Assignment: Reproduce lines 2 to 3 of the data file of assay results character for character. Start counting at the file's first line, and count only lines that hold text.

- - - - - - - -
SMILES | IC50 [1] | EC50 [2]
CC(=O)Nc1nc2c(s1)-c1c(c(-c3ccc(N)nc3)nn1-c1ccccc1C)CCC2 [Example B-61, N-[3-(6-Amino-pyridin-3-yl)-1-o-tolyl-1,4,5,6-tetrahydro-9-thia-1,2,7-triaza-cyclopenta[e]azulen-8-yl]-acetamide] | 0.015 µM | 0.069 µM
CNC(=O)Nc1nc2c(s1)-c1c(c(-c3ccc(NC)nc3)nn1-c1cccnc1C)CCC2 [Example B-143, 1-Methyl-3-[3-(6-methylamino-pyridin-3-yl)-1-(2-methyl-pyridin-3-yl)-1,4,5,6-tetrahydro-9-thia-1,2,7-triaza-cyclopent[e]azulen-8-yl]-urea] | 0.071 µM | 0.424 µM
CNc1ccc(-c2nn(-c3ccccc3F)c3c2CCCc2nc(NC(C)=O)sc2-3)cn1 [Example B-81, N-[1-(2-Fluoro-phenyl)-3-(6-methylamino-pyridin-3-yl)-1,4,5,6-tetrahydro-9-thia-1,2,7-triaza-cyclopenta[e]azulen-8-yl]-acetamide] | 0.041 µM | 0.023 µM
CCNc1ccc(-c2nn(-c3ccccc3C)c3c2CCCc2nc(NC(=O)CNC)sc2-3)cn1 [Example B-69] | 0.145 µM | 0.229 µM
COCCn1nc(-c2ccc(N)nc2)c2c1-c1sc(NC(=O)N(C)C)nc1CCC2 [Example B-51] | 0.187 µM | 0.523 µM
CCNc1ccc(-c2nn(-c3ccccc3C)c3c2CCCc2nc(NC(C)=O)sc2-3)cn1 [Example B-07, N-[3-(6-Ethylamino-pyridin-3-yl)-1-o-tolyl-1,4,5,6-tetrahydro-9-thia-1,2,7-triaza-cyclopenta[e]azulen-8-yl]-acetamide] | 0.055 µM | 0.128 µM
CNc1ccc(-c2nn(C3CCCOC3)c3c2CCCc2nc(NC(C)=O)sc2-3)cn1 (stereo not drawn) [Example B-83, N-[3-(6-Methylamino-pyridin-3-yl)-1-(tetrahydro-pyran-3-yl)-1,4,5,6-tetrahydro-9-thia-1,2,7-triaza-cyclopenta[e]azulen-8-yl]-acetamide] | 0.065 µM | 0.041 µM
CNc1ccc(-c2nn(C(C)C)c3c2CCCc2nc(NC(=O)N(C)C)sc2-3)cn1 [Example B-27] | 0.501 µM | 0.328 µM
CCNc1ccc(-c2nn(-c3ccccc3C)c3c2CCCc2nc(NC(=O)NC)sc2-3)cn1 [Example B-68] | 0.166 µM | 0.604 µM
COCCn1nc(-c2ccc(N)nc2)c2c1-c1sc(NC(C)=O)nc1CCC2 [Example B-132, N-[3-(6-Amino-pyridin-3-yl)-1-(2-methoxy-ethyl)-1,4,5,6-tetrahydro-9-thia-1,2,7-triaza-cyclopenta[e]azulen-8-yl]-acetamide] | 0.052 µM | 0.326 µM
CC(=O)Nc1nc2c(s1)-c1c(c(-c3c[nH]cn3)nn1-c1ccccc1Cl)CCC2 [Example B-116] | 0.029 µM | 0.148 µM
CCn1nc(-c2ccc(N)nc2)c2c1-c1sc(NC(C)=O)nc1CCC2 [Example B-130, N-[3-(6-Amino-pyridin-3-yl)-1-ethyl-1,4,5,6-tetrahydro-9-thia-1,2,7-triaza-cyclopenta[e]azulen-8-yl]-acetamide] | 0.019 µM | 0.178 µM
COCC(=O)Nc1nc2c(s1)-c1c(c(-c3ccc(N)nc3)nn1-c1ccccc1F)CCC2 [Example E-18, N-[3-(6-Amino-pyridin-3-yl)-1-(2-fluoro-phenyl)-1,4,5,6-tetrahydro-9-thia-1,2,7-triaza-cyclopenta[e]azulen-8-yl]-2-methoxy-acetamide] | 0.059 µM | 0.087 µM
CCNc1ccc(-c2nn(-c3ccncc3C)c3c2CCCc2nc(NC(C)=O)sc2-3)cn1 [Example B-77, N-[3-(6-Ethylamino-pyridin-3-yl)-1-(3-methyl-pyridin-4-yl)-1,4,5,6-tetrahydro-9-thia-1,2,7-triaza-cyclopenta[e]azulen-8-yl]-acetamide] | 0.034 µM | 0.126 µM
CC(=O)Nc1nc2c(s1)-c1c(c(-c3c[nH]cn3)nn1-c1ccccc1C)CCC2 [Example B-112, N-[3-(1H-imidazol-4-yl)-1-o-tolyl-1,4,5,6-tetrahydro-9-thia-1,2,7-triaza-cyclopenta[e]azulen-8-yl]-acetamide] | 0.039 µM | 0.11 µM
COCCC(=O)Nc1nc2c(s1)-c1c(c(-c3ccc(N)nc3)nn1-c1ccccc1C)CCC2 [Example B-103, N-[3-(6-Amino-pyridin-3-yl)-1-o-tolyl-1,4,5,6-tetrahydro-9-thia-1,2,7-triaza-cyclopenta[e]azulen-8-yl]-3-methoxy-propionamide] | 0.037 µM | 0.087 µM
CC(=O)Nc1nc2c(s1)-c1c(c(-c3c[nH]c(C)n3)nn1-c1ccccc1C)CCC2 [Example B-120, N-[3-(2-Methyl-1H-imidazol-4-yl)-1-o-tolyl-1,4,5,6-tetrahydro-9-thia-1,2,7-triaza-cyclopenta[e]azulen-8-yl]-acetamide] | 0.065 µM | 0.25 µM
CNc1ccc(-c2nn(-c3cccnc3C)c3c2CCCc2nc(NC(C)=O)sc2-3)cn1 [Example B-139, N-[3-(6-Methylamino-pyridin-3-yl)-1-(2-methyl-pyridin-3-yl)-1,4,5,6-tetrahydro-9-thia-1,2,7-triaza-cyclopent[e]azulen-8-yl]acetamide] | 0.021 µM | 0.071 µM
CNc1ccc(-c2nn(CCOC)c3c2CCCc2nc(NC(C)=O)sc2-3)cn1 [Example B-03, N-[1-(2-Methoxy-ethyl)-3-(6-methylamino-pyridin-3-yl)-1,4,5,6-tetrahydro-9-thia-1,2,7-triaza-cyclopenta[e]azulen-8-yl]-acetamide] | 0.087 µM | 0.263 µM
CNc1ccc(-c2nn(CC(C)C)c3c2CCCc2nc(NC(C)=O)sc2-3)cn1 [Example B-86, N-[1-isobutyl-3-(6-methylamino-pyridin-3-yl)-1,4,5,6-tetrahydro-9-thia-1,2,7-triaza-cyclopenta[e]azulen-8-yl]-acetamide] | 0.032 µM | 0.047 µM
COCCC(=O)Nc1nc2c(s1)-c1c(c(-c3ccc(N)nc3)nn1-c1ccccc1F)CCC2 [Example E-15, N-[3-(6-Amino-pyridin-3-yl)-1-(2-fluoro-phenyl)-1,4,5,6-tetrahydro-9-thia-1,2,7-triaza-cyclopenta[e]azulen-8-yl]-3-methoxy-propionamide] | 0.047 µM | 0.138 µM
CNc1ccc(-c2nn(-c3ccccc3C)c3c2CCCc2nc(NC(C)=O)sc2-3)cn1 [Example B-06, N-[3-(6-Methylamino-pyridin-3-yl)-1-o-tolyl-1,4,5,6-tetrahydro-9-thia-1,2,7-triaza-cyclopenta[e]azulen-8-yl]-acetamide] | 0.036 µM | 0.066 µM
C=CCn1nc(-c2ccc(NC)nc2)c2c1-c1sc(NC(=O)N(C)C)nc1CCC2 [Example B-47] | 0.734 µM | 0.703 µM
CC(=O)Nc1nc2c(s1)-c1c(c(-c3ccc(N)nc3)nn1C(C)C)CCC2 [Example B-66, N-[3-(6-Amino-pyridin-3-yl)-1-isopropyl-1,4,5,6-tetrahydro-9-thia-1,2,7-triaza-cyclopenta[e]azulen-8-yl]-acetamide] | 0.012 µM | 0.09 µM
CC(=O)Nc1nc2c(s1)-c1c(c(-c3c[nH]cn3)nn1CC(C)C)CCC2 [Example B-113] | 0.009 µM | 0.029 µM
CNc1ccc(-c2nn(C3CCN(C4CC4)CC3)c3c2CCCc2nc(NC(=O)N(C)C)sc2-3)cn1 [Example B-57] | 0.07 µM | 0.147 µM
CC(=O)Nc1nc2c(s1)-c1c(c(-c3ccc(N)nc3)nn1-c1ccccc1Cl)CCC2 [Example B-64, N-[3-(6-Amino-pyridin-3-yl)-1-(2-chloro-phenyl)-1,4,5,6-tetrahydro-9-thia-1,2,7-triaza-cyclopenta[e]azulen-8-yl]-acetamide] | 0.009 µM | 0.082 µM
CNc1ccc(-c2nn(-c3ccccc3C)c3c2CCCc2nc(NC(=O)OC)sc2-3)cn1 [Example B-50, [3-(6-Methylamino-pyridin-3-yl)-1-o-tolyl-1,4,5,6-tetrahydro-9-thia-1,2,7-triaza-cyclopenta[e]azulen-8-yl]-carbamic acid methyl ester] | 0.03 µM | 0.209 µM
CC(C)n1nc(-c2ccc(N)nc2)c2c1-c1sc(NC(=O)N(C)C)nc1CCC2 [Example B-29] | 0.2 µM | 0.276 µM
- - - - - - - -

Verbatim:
CC(=O)Nc1nc2c(s1)-c1c(c(-c3ccc(N)nc3)nn1-c1ccccc1C)CCC2 [Example B-61, N-[3-(6-Amino-pyridin-3-yl)-1-o-tolyl-1,4,5,6-tetrahydro-9-thia-1,2,7-triaza-cyclopenta[e]azulen-8-yl]-acetamide] | 0.015 µM | 0.069 µM
CNC(=O)Nc1nc2c(s1)-c1c(c(-c3ccc(NC)nc3)nn1-c1cccnc1C)CCC2 [Example B-143, 1-Methyl-3-[3-(6-methylamino-pyridin-3-yl)-1-(2-methyl-pyridin-3-yl)-1,4,5,6-tetrahydro-9-thia-1,2,7-triaza-cyclopent[e]azulen-8-yl]-urea] | 0.071 µM | 0.424 µM